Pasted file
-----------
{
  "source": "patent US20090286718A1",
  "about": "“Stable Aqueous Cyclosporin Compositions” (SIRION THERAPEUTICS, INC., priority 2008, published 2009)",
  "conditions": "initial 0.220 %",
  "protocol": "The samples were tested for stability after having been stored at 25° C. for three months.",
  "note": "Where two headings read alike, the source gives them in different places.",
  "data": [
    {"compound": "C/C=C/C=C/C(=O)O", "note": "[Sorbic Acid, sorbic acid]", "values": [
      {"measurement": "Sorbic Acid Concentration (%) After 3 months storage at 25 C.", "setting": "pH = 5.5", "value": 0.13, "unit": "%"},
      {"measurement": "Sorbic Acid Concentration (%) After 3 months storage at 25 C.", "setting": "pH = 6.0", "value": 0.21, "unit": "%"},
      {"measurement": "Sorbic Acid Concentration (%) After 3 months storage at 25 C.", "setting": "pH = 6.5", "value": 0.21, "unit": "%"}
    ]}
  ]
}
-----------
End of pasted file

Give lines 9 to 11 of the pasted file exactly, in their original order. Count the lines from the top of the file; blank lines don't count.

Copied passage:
      {"measurement": "Sorbic Acid Concentration (%) After 3 months storage at 25 C.", "setting": "pH = 5.5", "value": 0.13, "unit": "%"},
      {"measurement": "Sorbic Acid Concentration (%) After 3 months storage at 25 C.", "setting": "pH = 6.0", "value": 0.21, "unit": "%"},
      {"measurement": "Sorbic Acid Concentration (%) After 3 months storage at 25 C.", "setting": "pH = 6.5", "value": 0.21, "unit": "%"}